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Property news in Austria: Numbers moving from cities to countryside rise

Hayley Maguire
Hayley Maguire - [email protected]
Property news in Austria: Numbers moving from cities to countryside rise
Properties in the countryside are in high demand. Image by Dimitry Anikin.

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Thinking of buying a house, moving house or investing? Or are you just curious about the property market in Austria? 

Here’s what you need to know this week.

Nationwide growth in real estate sales

A new report by REMAX, the largest real estate network in Austria, has revealed around 77,000 properties were sold in the first half of 2021 - an increase of 14 percent on the previous year.

The biggest drivers of growth were in Lower Austria (+2,421), Vienna (+1,828), Upper Austria (+1,324) and Carinthia (+1,220). The lowest growth was recorded in Salzburg and Styria.

REMAX suggests the increase is due to more time spent at home as a result of the pandemic and more people turning to property as an investment. 

However, in Burgenland, the increase in the number of properties sold in the first half of this year was even higher at almost 30 percent. 

But the southern Burgenland districts of Jennersdorf, Oberwart, Güssing and Oberpullendorf continue to be among the districts with the cheapest property prices in Austria. 

The most expensive retail sale in Burgenland was a retail park in Kittsee, in Neusiedl am See, for €23 million.


An increase in moving from the city to the suburbs

According to an ORF article, the demand - and prices - for homes in urban suburbs in Austria is increasing as more people seek to swap city life for the countryside.

Figures show that in 2020 more people moved from cities, such as Linz, Wels, Graz and Vienna, to the surrounding suburbs, known in Austria as “the bacon belt” (Speckgürtel), than the other way around.

For example, in 2016 more people moved to Vienna than left (+1,138), but in 2020 more people left the city than moved in (-3,431). 

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Despite the trend, Rudolf Giffinger, Head of the Urban and Regional Research Department at the Vienna University of Technology (TU), told ORF that some people may struggle to move to the countryside as financing options are “insufficient” when compared to rising prices.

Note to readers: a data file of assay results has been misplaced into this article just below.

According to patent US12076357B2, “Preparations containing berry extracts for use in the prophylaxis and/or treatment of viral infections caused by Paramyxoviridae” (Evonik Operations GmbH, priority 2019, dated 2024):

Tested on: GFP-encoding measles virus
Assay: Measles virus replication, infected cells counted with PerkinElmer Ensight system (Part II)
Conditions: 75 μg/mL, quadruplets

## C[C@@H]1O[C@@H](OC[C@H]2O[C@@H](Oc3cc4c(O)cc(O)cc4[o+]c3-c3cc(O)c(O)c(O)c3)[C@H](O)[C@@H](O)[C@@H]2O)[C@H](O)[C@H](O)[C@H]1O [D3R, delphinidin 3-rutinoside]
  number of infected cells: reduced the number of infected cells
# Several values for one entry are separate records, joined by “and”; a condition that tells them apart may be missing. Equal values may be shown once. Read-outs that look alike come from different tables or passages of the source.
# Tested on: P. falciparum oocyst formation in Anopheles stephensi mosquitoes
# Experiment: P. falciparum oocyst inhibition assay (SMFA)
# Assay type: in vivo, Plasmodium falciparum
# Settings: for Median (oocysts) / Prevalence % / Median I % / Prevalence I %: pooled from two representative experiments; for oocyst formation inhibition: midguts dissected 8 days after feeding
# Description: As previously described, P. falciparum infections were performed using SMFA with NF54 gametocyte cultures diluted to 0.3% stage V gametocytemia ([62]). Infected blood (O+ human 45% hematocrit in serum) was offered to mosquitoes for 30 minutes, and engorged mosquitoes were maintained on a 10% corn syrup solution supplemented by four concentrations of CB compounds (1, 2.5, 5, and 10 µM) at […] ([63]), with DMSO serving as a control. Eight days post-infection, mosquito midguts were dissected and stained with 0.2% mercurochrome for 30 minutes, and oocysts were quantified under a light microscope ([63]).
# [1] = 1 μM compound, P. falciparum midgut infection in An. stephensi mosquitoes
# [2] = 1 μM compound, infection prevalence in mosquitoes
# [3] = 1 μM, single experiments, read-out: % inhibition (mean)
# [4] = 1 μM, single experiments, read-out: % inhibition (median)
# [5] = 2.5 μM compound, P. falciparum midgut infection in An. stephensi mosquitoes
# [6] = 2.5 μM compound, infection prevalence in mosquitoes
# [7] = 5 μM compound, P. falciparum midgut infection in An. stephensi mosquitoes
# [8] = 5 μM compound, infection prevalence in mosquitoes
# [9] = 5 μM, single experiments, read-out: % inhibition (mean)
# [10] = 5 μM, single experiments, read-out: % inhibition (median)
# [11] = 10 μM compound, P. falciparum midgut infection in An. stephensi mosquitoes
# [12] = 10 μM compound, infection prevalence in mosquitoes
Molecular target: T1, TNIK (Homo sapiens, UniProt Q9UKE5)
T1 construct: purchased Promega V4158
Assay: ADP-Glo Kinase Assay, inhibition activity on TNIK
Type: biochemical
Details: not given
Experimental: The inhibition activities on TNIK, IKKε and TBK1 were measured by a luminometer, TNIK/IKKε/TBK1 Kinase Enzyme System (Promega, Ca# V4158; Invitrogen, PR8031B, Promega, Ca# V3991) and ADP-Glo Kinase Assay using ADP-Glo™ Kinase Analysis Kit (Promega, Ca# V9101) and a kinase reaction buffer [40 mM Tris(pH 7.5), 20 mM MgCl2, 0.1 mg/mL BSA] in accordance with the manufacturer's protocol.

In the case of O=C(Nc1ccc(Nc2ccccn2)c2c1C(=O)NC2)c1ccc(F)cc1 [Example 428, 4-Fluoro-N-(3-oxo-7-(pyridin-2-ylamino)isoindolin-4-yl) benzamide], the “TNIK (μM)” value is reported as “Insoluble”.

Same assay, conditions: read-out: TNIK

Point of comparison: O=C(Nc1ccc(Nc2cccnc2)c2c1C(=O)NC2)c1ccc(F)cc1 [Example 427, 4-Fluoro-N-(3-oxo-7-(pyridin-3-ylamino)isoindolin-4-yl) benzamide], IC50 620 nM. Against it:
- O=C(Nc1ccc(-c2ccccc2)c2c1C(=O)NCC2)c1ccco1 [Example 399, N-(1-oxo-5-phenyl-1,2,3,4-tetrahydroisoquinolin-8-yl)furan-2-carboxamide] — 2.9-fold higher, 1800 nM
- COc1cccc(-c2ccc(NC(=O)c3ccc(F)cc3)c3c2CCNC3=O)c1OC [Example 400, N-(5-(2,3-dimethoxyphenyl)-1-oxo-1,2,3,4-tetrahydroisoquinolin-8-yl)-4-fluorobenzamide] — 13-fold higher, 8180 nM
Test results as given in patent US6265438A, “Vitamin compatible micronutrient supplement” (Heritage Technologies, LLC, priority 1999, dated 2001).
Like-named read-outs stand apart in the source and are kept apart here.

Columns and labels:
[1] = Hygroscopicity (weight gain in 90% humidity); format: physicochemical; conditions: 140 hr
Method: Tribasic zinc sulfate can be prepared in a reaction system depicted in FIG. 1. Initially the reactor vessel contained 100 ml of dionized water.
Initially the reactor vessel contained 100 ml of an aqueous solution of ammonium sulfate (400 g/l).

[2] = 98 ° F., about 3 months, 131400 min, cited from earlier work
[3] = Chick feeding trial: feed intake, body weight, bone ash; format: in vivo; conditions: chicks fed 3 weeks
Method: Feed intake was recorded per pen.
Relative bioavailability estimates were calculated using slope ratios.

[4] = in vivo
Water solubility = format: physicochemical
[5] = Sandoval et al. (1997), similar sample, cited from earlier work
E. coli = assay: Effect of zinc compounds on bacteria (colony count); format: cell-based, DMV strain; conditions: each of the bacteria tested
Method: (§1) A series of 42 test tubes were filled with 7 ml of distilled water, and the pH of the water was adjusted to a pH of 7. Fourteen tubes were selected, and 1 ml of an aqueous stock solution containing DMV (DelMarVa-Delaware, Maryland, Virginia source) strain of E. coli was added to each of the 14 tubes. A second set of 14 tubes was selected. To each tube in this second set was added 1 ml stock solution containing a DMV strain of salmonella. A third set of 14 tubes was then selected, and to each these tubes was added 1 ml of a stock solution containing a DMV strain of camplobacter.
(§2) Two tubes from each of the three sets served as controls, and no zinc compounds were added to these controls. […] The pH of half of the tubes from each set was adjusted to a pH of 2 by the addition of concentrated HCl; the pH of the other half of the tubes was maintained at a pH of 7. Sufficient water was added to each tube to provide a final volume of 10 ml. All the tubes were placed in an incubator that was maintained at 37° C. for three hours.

Additionally, the trend of moving out of urban centres to more rural areas is cited as socioeconomic and being driven by people that can afford it, as well as those who can take advantage of new flexible working conditions.

Der Standard reports that single-family homes and plots of land are in high demand in the bacon belt, with many brokers revealing they have long lists of people searching for a new home outside of city centres.


The Graz bacon belt is also expanding - along with prices. Plots that were €25 per square metre two years ago, are now selling for €100 per square metre.

Students save money in shared apartments

A recent Immowelt survey shows that students can save around €200 per month by living in a flat share rather than renting a studio apartment up to 40 square metres.

The study looked at the rent prices for studios and shared apartments in 12 university cities, including Vienna and Innsbruck.

The results revealed students in Vienna can save €213 per month by opting for shared accommodation. In Innsbruck and Dornbirn, it was €207 a month.

However, in Steyr, Upper Austria, the saving was only €100, and in Villach, Carinthia, it was €90.

In Vienna, the average cost for a studio apartment is around €550, but a spacious apartment between 70 to 90 square metres costs around €1,010.

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